The campaign ahead of legislative elections in July is intensifying following the arrest of the capital city Dakar’s popular mayor on suspicion of embezzlement of public funds. His supporters claim that it is a politically motivated move intended to obstruct his presidential aspirations ahead of a presidential election in 2019. In addition, the accusations against the city’s leader have galvanised opposition parties and civil-society groups, including an apolitical movement which was instrumental in the election of the incumbent president in 2012. As civil-society organisations (CSOs) rally behind the mayor, the ruling coalition could face an uphill struggle in legislative elections in July.
- 7 March: Khalifa Sall, the mayor of Dakar, is arrested and charged with embezzling public funds
- 7 April: The popular movement ‘Y’en a marre’ organises a march in Dakar with several thousand participants
- 13 April: Moody’s ratings agency upgrades Senegal’s rating
What are the stakes?
On 7 March, a Dakar high court formally charged its mayor, Khalifa Sall, and seven other local government officials with fraud and embezzlement of public funds. The co-defendants include the administrative and financial director (DAF)of Dakar city hall, Mbaye Touré, the manager of the financial division and the budget chief, Amadou Moctar Diop, as well as two tax collectors. The prosecutor alleges that the suspects embezzled EUR2.7 million between 2011 and 2015. Specifically, Sall stands accused of having used funds from the city council without the proper justifications. Central to the case is the caisse d’avance (imprest account) with a monthly budget of XOF30 million (about USD48,900). The account is designed to allow the council to make cash payments for ‘urgent’ costs without having to go through all administrative steps to unlock the funds.
According to the prosecutor, Serigne Bassirou Guèye, the mayor’s co-workers presented fraudulent invoices between 2011 and 2015. Guèye said that the Groupement d’Intérêt économique (or GIE) – a consortium that can contain charities and private enterprises which is commonly found in francophone countries – made two monthly transfers of XOF15m (USD24,500) between 2011 and 2015 for purchases of rice and millet. The value of the transactions corresponds to the monthly budget of the imprest account. Guèye added that all the transactions were conducted at the request of the DAF to cover the XOF30m which were taken each month and re-transmitted to the mayor. However, French-language magazine Jeune Afrique says in an article from 16 March that the stock-keeper of the town hall denies having seen any rice or millet arrive at the municipal warehouse.
Sall and his co-defendants deny wrongdoing. While they admitted that the procedures for the account are not very ‘orthodox’, they also stressed that these practices have been in place since 1920. Addressing journalists before he was taken into custody in the Plateau commune of Dakar, Sall claimed that the authorities are well-aware of how the account works, contending that the funds used are ‘political’, meaning that they are used for multiple purposes. These could range from providing financial assistance to poor residents by paying for ceremonies or urgent maintenance work. One anonymous witness stressed that because they are ‘political funds’, a certain degree of opacity is needed to allow them to be unlocked at short notice.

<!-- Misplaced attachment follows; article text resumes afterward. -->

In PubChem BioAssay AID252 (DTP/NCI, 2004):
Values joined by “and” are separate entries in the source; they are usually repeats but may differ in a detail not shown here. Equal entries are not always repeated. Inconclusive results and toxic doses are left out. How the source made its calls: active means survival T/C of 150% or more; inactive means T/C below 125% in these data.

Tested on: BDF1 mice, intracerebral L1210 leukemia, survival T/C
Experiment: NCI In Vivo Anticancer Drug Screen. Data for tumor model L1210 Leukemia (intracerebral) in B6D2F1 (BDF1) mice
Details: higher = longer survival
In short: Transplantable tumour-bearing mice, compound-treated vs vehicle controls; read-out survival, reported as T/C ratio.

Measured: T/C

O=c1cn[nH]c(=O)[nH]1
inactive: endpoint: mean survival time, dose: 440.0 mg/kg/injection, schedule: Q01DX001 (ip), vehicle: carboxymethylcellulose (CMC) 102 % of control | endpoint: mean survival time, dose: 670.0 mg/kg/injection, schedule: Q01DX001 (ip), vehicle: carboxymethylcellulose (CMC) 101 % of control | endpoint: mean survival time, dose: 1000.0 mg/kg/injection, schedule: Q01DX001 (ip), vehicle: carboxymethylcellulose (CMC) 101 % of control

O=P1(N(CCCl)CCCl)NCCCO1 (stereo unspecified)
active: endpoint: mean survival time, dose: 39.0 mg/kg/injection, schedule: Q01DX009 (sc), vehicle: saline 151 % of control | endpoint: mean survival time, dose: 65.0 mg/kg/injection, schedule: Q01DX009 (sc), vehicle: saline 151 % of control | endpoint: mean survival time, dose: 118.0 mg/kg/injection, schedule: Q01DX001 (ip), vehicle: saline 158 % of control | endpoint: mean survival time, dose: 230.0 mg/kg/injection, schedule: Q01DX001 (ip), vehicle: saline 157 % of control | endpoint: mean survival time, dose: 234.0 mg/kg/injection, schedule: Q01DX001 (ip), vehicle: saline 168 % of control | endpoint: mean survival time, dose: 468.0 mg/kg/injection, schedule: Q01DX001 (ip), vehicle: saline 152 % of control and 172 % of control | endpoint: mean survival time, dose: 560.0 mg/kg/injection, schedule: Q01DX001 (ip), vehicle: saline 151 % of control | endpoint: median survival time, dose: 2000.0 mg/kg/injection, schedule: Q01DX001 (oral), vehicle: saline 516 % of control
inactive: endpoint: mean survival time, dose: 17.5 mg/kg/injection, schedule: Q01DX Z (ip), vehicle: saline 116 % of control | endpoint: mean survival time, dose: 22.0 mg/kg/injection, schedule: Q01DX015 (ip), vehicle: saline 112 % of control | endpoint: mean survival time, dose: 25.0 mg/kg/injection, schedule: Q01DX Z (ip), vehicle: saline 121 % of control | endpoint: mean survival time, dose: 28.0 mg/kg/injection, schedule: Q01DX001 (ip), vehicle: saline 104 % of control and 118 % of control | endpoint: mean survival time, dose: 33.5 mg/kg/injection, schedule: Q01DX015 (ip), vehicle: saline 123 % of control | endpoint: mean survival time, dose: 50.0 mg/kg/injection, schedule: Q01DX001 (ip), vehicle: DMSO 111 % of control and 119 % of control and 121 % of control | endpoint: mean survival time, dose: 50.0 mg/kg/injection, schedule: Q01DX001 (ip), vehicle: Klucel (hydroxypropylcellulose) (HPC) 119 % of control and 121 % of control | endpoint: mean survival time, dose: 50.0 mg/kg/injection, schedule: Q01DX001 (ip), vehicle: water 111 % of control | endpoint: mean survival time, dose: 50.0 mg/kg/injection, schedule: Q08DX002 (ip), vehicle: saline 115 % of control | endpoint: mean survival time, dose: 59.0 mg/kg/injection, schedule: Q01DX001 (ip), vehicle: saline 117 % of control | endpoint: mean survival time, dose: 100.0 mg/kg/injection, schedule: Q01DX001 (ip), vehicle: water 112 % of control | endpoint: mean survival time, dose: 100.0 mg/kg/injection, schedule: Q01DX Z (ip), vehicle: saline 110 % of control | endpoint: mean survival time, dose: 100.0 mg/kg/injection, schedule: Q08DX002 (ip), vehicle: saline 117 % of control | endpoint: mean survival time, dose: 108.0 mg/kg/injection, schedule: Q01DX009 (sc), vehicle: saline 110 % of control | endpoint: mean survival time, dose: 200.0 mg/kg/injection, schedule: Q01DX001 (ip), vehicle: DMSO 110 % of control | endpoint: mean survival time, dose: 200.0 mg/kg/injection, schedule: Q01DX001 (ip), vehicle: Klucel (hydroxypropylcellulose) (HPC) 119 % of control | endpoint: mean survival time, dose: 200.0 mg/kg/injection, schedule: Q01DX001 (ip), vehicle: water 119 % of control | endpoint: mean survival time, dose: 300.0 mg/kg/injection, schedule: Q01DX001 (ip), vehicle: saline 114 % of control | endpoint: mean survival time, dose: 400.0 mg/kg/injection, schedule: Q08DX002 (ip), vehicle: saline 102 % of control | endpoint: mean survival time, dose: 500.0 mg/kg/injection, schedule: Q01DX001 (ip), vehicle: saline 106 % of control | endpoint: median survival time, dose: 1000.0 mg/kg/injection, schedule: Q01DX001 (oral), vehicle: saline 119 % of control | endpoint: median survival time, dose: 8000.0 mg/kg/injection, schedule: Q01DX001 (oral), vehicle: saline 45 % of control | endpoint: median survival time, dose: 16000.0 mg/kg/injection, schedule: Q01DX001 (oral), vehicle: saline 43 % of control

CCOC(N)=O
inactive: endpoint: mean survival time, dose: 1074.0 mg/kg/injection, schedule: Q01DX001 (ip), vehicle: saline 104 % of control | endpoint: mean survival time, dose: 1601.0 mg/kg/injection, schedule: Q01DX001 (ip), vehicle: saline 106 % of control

The Salls – a love (and hate?) affair
This is not the first time that the central government and Dakar city hall have had a falling-out, with the president and the mayor at the heart of the problem. Early in Khalifa Sall’s first term in 2009, a conflict erupted between the local and central government of former president Abdoulaye Wade over waste management in the capital. This probably prompted the Dakarois mayor to join forces with the incumbent president Sall in 2012 to oust Wade. In 2012, the parties of the two Salls – the P.S. and the Alliance pour la république (Alliance for the republic, APR) – joined the Benno Book Yakaar (BBY) coalition to unseat then-president Wade.
Their relation has soured since then, perhaps due to Khalifa Sall’s growing international profile. He is probably best-known for his attempts to improve the lives of poor urban populations in Dakar and improve local governance, and he chairs several international organisations working in relation to local government. He is credited for having almost achieved the launch of the first municipal bond note in west Africa last year. However, two days before the official bond was due to be introduced in February 2015, the finance ministry backtracked on a previous non-objection notification from 2014, effectively collapsing the project. Specifically, the government was concerned about Dakar’s levels of indebtedness and the potential liabilities to the state. This was in contrast to the appraisal which international credit ratings agency Moody’s Investors Service gave to Dakar’s asset and debt management. Its assessment was backed by Bloomfield Investment, a credit rating agency based in Côte d’Ivoire, which also gave Dakar an investment-grade rating, indicating that the municipal finances were in a good state.
Initial reactions and growing anti-government sentiment